Canadians - We're Not as Kind as We think We Are

CFL Legend Michael "Pinball" Clemons and Mars Canada Inc.'s Chocolate division, team up to enable acts of kindness by giving millions of free* chocolate products and helping out Community Organizations in need

TORONTO, April 1 /CNW/ - Surprised when someone offers you up a seat on the bus, or holds open a door for you? According to a recent survey(1) measuring the likelihood and frequency that Canadians commit random acts of kindness, you might be surprised. The survey conducted by Leger Marketing and commissioned by Mars Canada Inc Chocolate division, reveals that only 41 per cent of respondents believed they were on the receiving end of kindness in the past week. With 90 per cent of Canadians believing that their country is a compassionate nation, it appears that we actually do not act as kindly and considerately towards one another as we claim.

Furthermore, feedback from Canadians indicated that they feel it doesn't take a large act to make someone feel special. While large gifts and gestures are certainly valued, a simple, inexpensive act from one Canadian to another can have a big impact on someone's day.

The release of these survey results coincides with the launch of Mars Canada Inc.'s RANDOM ACTS OF CHOCOLATE(TM) campaign, built on the belief that any act of kindness, big or small, can bring a little joy to someone's day. Mars Canada Inc.'s Chocolate division will be giving over 8.5 million coupons redeemable for free chocolate products to Canadians and encouraging them to use these to help spread a little kindness and encourage others to do the same.

Canadian Football League (CFL) legend Michael "Pinball" Clemons has also teamed up with this unique Campaign to inspire people to not only share their personal stories, big and small, but to also encourage Canadians to nominate a local Community Organization active within their community, being either a charity or other not for profit organization registered federally or provincially in Canada, for the opportunity to receive one of three $10,000 CDN donations to have an act of kindness made in their honour, should their entry be selected and they be declared a winner. Three Community Organizations nominated by the winners will each receive a $10,000 donation from Mars Canada.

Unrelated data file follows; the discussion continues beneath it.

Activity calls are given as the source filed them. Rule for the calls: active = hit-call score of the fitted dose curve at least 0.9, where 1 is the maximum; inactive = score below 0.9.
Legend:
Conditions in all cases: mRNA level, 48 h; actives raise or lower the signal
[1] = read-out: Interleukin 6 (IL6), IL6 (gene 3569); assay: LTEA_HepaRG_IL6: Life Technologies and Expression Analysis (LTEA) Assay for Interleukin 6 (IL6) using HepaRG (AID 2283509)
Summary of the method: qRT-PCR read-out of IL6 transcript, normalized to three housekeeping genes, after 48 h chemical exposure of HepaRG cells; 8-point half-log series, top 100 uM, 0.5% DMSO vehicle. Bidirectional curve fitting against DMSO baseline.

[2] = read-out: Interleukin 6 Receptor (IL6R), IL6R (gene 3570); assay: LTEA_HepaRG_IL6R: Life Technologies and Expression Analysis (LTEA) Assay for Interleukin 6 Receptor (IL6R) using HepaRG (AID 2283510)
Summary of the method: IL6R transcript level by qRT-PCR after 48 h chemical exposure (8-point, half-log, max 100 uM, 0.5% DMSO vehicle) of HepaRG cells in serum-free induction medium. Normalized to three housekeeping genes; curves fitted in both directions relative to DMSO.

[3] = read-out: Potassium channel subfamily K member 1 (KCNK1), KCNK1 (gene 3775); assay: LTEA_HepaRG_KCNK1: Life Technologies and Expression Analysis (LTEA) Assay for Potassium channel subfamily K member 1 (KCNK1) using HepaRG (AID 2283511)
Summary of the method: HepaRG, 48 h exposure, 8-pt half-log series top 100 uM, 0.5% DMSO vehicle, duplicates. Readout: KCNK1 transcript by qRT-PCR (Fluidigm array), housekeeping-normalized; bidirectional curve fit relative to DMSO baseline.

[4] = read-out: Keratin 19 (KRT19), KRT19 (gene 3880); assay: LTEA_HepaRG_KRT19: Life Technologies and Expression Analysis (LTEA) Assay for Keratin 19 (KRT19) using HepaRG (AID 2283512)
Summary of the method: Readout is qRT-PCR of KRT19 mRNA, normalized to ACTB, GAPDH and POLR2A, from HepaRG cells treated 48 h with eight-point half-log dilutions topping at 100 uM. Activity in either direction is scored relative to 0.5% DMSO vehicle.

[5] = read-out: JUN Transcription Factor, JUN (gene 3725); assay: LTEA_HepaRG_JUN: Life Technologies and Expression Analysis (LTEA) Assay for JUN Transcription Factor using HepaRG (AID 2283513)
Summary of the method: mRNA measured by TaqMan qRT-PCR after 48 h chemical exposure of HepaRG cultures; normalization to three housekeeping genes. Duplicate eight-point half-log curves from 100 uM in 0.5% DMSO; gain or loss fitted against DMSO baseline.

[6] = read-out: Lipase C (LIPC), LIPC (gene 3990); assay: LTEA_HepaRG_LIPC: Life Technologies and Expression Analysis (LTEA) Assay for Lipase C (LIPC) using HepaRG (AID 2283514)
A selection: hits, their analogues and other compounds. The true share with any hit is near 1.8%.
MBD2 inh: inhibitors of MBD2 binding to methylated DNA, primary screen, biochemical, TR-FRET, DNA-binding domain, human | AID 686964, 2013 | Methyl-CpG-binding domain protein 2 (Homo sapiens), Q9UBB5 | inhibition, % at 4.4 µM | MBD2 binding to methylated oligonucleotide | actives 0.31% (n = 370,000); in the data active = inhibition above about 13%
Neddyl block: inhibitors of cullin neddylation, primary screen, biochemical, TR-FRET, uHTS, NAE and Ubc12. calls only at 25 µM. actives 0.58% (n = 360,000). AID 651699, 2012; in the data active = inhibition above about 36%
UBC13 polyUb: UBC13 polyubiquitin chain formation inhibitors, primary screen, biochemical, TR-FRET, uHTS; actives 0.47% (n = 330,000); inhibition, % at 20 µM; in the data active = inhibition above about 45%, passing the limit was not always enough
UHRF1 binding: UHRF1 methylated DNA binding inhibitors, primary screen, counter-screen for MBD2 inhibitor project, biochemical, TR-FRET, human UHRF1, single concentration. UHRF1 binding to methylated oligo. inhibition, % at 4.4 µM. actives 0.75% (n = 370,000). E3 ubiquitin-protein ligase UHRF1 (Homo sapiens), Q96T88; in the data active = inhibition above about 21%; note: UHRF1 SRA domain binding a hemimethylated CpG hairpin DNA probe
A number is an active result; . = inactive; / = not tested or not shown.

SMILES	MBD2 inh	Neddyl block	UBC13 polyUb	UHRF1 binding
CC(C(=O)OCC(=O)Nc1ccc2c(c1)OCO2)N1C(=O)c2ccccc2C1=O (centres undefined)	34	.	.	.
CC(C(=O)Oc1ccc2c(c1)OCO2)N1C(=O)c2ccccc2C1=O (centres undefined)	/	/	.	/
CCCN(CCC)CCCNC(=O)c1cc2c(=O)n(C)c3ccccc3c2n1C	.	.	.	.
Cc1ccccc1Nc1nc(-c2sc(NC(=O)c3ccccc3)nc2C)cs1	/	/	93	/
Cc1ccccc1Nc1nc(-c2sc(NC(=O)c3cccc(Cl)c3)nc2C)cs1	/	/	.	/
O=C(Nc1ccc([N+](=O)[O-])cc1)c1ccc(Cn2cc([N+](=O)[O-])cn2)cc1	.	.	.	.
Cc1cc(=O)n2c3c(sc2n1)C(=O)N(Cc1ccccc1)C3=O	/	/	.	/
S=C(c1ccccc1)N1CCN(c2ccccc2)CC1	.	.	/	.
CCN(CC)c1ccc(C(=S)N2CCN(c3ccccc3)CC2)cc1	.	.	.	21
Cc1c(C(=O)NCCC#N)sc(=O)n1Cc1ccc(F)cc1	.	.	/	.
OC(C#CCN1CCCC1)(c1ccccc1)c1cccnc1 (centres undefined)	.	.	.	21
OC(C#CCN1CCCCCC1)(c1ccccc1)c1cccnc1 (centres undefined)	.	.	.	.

"Everyone feels better when they've done something nice for others, whether a stranger or loved one - not to mention when something nice is unexpectedly done for them," said Michael "Pinball" Clemons. "While even the smallest gesture of kindness can go a long way, Mars Canada Inc.'s Chocolate division is helping to take this one step further by launching a Campaign that gives Canadians the chance to up their game and really show kindness towards others by assisting those in their local community, inspiring generosity in the process."

Michael is an icon of sporting excellence, community leadership, personal character and integrity and is an individual who best embodies what kindness, giving and compassion are all about. He is an incredible example of someone who genuinely cares about the people around him, and whether on the football field or part of a philanthropic effort, he truly exemplifies what kindness is and practices kindness every day.

What might surprise you about your fellow Canadians

The survey also examined such topics as why people act kindly towards others, the guilt associated by having something nice done for you, the attitudes of kindness on behalf of men, women, old and young, to name a few. Such findings include:

Do We Feel Guilty?

    
    -   Over one-quarter of Canadians, 28 per cent, feel guilty when they are
        the recipient of an act of kindness because they do not commit as
        many acts of kindness towards others as often as they should. The
        feeling of guilt is particularly strong in Alberta where